Syncthing Sync: Horcruxes for your data

Time for a tech tip! If you want to make sure you have common files across devices (except iOS), a free solution is to use Syncthing .

Syncthing basically gives you digital horcruxes for your files. Your folders are replicated across devices you own, and it’ll stay synced as long as they’re connected to the internet and at your command and wherever physically possible.

What’s that supposed to mean?#

Syncthing gives you a potentially1 more powerful alternative to cloud storage. Instead of relying on a cloud storage provider for their services, you host it yourself on devices you already own, and its resilience is as powerful as the number of devices connected to each other, whether it’s on the same network (local network discovery, yay!) or the internet.

That doesn’t mean cloud storage is bad2 by the way, since your data is stored on their production-grade servers that are maintained by professionals and technical experts. But cloud storage costs a lot of money once you go beyond the free capacity, and well, they have your data. That’s not necessarily bad, but that also means your data is under the mercy of their terms of service, the mercy of whatever laws and geographical restrictions it’s in (not that you should ever have questionable data to begin with, mind you.) and anything that happens in between your devices and connecting to them.

How would you use Syncthing?#

You can use it for nearly anything, to be honest, but there are some pointers when to use and when not to use it.

  • It’s good for documents, as long as no one’s editing the same file in multiple devices at the same time. 3

  • It’ll work for large files too, but be careful about data charges and your use cases. If it’s all gonna run internally at home, it’s fine. But if you have your phone or a server somewhere out there to sync, this might pose a problem since it takes time to sync and data charges if you’re not on unlimited data.

  • It’s not advisable for hot files that are used simultaneously by multiple clients. An example of this are game files; it’s not a problem if you’re running a game and syncing its saves, but if multiple people are running the same game across multiple devices, it’ll be problematic to sync. Conflicts ahoy.3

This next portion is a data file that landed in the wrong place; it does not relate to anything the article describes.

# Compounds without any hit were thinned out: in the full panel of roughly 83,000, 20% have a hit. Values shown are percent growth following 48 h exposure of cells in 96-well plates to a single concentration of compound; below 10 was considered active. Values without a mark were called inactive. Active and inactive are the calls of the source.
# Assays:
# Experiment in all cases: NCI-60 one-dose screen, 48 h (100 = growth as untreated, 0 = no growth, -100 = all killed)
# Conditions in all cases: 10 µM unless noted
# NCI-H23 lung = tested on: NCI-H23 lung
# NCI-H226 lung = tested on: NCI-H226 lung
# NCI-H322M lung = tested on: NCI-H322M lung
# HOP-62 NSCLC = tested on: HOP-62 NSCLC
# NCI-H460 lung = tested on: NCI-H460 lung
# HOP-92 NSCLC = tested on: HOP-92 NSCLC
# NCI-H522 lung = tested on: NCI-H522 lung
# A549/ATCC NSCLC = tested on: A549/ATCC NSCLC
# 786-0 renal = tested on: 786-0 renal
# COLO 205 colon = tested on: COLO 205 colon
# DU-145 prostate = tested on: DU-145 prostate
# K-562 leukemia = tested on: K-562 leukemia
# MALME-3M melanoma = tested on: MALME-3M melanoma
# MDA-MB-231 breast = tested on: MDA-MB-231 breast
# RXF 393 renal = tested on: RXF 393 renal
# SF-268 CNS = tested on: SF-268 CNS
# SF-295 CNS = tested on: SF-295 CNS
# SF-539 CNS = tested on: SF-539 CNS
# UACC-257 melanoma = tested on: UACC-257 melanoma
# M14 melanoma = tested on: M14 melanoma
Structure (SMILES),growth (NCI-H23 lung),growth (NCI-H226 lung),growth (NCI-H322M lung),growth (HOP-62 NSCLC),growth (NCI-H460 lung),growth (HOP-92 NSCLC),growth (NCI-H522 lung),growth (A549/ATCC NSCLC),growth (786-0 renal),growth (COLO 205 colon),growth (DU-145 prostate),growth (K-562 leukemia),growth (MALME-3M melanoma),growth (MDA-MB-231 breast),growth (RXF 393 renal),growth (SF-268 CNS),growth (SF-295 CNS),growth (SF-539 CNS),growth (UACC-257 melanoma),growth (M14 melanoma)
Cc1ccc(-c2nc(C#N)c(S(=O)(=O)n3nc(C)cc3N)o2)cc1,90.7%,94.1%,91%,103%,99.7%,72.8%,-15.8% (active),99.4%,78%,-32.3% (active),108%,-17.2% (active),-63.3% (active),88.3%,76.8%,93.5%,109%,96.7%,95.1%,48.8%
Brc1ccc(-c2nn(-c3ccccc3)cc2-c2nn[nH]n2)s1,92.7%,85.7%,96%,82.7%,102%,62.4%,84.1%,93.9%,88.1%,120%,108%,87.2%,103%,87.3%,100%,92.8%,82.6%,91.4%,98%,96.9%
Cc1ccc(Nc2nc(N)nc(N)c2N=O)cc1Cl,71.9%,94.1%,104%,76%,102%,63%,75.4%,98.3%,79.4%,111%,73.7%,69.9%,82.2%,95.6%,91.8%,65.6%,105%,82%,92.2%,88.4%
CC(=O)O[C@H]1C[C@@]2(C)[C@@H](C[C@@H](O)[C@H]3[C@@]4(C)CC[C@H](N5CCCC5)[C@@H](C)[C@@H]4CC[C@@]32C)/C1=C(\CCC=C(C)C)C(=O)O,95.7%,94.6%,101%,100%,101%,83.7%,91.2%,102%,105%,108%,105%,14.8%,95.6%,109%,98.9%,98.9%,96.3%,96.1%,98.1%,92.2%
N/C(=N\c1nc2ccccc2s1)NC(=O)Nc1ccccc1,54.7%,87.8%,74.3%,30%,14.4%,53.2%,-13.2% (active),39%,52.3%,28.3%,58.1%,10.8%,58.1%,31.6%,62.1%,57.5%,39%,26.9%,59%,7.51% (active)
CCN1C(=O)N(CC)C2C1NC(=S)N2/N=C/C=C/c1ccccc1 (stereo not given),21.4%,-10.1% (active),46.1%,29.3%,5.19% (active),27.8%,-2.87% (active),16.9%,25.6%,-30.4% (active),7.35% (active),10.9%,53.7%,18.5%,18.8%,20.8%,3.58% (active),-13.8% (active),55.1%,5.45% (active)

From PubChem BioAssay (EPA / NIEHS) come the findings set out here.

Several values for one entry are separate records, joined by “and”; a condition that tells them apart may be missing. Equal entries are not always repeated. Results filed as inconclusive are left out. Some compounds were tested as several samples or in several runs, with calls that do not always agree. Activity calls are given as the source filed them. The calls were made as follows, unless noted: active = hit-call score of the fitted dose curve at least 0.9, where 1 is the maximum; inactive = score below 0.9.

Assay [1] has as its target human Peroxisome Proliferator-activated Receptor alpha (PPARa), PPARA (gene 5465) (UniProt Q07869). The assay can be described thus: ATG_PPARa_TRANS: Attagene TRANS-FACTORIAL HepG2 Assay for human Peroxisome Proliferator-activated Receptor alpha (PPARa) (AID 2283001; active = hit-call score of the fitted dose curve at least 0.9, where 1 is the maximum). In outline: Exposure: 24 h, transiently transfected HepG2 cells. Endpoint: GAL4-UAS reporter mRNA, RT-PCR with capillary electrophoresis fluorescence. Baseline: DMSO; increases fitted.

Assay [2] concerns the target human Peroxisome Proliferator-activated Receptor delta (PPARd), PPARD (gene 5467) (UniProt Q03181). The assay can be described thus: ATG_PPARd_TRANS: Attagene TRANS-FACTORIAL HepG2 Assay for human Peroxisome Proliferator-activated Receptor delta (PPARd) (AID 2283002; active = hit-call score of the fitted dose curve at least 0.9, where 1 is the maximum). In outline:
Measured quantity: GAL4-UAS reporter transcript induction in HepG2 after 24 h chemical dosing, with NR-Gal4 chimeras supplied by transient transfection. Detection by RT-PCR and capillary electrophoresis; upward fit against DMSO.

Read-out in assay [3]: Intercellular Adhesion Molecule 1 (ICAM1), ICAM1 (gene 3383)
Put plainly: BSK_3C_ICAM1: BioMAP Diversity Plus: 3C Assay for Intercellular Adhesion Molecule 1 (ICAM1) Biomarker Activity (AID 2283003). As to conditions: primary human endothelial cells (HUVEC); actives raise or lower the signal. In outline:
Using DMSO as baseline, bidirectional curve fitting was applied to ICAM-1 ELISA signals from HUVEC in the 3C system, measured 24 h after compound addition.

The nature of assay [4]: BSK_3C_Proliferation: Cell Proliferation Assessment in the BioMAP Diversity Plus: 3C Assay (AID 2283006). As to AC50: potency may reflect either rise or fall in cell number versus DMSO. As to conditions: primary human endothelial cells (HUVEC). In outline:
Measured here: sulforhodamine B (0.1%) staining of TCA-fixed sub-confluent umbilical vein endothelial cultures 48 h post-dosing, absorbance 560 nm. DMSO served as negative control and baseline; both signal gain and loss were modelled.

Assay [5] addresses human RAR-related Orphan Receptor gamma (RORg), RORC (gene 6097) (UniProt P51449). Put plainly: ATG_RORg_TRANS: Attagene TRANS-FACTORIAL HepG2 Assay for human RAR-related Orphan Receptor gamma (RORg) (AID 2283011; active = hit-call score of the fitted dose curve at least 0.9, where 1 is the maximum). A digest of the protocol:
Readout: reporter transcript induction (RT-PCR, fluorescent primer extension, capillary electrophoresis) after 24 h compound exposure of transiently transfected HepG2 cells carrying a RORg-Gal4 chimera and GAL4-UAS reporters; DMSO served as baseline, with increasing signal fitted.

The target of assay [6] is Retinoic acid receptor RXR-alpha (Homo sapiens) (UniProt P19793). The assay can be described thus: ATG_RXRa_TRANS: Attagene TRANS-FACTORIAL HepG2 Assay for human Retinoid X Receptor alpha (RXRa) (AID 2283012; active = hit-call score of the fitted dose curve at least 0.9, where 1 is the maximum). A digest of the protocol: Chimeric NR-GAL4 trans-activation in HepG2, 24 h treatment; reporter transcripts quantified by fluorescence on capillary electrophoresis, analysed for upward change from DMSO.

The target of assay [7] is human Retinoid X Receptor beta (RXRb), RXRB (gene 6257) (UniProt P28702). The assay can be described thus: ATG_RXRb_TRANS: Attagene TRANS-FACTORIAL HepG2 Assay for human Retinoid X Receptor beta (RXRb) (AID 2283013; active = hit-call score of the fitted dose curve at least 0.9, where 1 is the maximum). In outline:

• Be extra careful when using Syncthing for sensitive data. Syncthing itself is secure and private, but that means if any of your devices gets compromised somehow, the effects will also propagate across your synced devices as well. Just keep this in mind since that means your most insecure device is the easiest way for bad actors to get to your data.4

  1. I say potentially because it really depends on what you have, and your ability to maintain your data can be both a good and a bad thing. ↩︎

  2. If I have to cite reasons why the cloud is better and not Syncthing, data security. Syncthing is secure and powerful, but if any of your synced devices have weak points, you may end up syncing bad data (ex: corrupted, or worse, cryptolocked data) between your sync targets. Not that the cloud is immune to these kinds of threats, but at least you can possibly revert bad edits with their more robust version history, and for desperate times, you can turn to customer support. Oh and of course, connection speeds are another thing the cloud services are better at doing. ↩︎

  3. Conflicts are an issue for anything, really. Cloud storage providers have this issue too. Although this isn’t much of a big deal as long as you keep in mind that you won’t edit the same file across multiple devices at the same time, and making sure your sync status is up-to-date before making edits elsewhere. ↩︎

  4. This is a normal expectation for shared files in general. Backups and sync means that your files are always kept secure in case a device fails, but it does expand your attack surface since a bad actor has many avenues to get to your data too. This shouldn’t be a problem if you’re able to keep your devices secure, but yeah, vulnerablilties and software bugs are always out there. ↩︎

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